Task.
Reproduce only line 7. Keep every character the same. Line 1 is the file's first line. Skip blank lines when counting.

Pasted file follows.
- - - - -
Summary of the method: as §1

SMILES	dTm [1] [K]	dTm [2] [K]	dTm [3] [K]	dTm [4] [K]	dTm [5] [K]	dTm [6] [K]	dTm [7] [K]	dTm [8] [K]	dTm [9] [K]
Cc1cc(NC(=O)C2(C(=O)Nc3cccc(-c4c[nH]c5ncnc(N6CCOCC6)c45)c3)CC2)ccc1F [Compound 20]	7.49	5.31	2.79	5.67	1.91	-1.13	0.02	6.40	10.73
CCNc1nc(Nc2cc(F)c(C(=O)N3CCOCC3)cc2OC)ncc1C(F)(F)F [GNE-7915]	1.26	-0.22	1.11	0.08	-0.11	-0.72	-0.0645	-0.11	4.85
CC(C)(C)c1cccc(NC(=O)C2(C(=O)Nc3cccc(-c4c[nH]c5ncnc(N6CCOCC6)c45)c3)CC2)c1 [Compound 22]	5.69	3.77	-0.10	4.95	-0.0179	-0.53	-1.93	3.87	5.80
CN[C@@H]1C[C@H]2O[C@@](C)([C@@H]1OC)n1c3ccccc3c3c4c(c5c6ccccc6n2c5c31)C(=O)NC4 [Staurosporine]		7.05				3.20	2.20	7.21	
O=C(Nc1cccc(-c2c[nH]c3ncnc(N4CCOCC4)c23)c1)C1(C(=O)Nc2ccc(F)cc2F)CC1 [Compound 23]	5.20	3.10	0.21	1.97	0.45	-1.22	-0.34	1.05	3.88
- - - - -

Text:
O=C(Nc1cccc(-c2c[nH]c3ncnc(N4CCOCC4)c23)c1)C1(C(=O)Nc2ccc(F)cc2F)CC1 [Compound 23]	5.20	3.10	0.21	1.97	0.45	-1.22	-0.34	1.05	3.88